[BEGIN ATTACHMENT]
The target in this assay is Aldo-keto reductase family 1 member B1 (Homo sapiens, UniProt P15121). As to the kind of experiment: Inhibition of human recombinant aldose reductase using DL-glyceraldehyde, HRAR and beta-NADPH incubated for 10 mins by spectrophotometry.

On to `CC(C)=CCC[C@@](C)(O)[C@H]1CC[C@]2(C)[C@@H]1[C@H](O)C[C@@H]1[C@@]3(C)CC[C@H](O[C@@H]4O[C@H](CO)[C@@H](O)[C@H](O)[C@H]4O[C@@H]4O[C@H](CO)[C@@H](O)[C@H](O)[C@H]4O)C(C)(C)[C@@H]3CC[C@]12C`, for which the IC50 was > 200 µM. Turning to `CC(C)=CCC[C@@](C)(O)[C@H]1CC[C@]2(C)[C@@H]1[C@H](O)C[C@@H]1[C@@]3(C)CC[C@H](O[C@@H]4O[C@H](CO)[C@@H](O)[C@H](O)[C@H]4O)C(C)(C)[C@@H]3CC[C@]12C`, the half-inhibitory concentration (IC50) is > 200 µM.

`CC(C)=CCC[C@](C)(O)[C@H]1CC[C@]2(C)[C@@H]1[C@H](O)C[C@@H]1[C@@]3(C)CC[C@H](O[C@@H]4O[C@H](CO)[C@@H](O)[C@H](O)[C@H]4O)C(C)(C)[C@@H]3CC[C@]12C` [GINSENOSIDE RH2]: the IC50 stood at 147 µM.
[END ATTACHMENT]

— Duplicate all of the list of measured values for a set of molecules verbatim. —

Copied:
The target in this assay is Aldo-keto reductase family 1 member B1 (Homo sapiens, UniProt P15121). As to the kind of experiment: Inhibition of human recombinant aldose reductase using DL-glyceraldehyde, HRAR and beta-NADPH incubated for 10 mins by spectrophotometry.

On to `CC(C)=CCC[C@@](C)(O)[C@H]1CC[C@]2(C)[C@@H]1[C@H](O)C[C@@H]1[C@@]3(C)CC[C@H](O[C@@H]4O[C@H](CO)[C@@H](O)[C@H](O)[C@H]4O[C@@H]4O[C@H](CO)[C@@H](O)[C@H](O)[C@H]4O)C(C)(C)[C@@H]3CC[C@]12C`, for which the IC50 was > 200 µM. Turning to `CC(C)=CCC[C@@](C)(O)[C@H]1CC[C@]2(C)[C@@H]1[C@H](O)C[C@@H]1[C@@]3(C)CC[C@H](O[C@@H]4O[C@H](CO)[C@@H](O)[C@H](O)[C@H]4O)C(C)(C)[C@@H]3CC[C@]12C`, the half-inhibitory concentration (IC50) is > 200 µM.

`CC(C)=CCC[C@](C)(O)[C@H]1CC[C@]2(C)[C@@H]1[C@H](O)C[C@@H]1[C@@]3(C)CC[C@H](O[C@@H]4O[C@H](CO)[C@@H](O)[C@H](O)[C@H]4O)C(C)(C)[C@@H]3CC[C@]12C` [GINSENOSIDE RH2]: the IC50 stood at 147 µM.